When my wife’s little sister Tanya, the baby in a family of mostly boys, was 8, I started dating her sister. I was 17, and a Sr. in high school. On Sundays I would wander over to the Petersons. Her mom would usually feed me. Then the whole neighborhood would gather in their enormous back yard to play football. It was a rag tag group of kids from 8 on up. Tanya was always on my team, not as a charity thing. She was good. She could catch, run, and pass better than the boys. I went on a mission, came back and married her sister, and she instantly became an in-law. Her Sr. year of high school she didn’t want to move to AZ with her parents so she lived with us and our four littles. She was a standout on her basketball team that went to state. We followed her the entire season. She was also first singles on the tennis team. I loved watching her hit the ball, because no one hit ground strokes harder. She went on to play tennis in college and we still followed her. During softball season, she would hit the ball over the guy’s fence during co-ed games. I was always so proud of her abilities.
She became my little sister in almost every way including sibling spats. She thought I was too rigid and black and white in the way I viewed things and I felt like she was way too liberal in her views. We were perfect for each other.
She and her tennis partner from college bought a home together. So here she was late 20s, loved and excelled in sports, wasn’t really attending her ward anymore, and lived with her best friend of the same sex. You would have thought that we would have opined, “could Tanya be gay?” If it did cross our minds, we didn’t dwell on it. Tanya and her partner went on family vacations with all of us for years. You would have thought we would have wondered....Nope....Well, kind of. Finally, after playing a tough doubles match in league play together, my wife decided to broach the subject over lunch. Tanya looked at her after she had asked that infamous question, ARE YOU GAY? And said, “I thought you’d never ask.”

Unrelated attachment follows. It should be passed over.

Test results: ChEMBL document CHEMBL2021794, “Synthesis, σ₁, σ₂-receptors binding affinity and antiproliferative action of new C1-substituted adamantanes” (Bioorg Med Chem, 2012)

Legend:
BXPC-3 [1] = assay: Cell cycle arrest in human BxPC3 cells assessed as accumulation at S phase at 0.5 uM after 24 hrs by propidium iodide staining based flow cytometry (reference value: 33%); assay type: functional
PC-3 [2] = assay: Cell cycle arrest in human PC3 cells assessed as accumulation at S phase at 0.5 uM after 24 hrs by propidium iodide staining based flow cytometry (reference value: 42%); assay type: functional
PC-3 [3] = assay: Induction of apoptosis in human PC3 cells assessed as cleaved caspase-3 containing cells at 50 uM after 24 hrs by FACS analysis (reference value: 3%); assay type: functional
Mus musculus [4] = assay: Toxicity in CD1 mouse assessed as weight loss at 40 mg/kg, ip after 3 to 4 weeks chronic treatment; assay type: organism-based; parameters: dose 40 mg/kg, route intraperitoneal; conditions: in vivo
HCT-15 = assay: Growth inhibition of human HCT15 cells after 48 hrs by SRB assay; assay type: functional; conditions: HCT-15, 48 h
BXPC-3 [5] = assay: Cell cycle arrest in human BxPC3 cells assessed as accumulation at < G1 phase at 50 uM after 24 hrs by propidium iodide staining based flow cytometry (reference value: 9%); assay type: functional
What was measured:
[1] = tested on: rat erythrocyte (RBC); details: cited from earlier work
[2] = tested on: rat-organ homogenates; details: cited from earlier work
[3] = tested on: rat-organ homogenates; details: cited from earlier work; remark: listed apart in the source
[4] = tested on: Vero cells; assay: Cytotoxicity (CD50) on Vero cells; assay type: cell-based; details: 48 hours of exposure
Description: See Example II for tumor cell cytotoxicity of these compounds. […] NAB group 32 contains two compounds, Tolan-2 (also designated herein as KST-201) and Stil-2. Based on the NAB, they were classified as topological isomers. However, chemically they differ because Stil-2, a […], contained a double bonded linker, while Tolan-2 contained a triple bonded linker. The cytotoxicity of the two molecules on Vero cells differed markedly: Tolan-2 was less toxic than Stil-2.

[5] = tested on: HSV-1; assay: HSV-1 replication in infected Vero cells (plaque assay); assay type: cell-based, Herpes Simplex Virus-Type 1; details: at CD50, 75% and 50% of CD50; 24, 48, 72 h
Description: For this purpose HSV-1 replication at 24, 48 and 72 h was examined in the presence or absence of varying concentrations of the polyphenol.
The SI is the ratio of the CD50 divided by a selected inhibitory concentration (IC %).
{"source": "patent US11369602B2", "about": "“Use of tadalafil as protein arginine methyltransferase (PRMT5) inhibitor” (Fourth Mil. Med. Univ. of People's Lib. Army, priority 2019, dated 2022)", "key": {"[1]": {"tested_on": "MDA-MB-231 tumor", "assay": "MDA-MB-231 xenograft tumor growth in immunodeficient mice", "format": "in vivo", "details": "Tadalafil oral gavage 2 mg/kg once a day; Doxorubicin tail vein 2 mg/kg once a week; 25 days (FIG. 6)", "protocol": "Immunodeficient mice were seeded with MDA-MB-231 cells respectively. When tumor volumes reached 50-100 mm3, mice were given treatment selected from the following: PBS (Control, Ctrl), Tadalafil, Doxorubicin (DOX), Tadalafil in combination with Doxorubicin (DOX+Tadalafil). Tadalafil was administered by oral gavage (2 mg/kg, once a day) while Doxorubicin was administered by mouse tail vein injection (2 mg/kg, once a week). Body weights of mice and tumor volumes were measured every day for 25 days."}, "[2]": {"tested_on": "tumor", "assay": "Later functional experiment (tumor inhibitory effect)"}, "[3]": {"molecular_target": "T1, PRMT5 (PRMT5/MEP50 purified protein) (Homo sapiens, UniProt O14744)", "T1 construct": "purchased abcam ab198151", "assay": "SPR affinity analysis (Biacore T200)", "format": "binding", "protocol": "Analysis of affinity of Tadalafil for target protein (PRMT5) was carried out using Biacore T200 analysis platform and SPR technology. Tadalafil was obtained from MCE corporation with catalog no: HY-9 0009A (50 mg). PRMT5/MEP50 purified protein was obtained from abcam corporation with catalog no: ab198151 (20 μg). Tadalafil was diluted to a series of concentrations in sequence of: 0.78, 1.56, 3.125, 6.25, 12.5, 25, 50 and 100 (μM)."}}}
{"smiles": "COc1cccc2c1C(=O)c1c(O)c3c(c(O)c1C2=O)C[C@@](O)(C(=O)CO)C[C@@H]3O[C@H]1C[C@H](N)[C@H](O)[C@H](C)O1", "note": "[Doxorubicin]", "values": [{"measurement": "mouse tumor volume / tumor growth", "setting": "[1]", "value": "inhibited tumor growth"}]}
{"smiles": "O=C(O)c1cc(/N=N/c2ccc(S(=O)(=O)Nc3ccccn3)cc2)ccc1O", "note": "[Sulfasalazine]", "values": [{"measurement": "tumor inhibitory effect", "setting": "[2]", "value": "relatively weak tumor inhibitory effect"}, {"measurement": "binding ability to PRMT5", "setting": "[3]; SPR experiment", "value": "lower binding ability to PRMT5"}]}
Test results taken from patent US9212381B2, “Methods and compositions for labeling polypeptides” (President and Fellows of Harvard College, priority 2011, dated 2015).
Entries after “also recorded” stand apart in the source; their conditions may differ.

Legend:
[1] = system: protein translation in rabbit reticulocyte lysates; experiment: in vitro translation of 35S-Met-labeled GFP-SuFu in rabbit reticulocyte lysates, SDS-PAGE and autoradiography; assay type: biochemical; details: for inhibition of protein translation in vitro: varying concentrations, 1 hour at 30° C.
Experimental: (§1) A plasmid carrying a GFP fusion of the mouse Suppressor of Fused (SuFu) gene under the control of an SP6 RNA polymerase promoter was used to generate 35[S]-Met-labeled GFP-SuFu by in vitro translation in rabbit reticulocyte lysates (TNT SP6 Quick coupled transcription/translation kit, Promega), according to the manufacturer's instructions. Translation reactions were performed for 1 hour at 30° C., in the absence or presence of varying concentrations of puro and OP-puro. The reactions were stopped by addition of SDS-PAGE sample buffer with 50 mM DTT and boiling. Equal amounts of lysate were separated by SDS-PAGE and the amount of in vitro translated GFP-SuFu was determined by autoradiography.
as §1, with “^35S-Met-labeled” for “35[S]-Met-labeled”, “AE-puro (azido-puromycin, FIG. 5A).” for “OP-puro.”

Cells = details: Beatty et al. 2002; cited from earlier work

What changed at that point in our lives relative to Tanya was…nothing. Lori’s family is remarkable I will admit, but they aren’t saints. They just love their little sister. I’ve thought many times as I’ve considered the controversy that has swirled around the LGBT issue, has my children’s association with Tanya been a hindrance to them spiritually or in any other way. Actually, it’s been just the opposite. Tanya completes our family, because her love is so incredibly pure. She and I have conversations about the Savior and His love for His children. In these conversations she is the teacher and I am the student. Her knowledge and understanding are not based on, ‘book learnin’, but on personal experiences and communion with God that can only come when one submits oneself to truly understand His nature.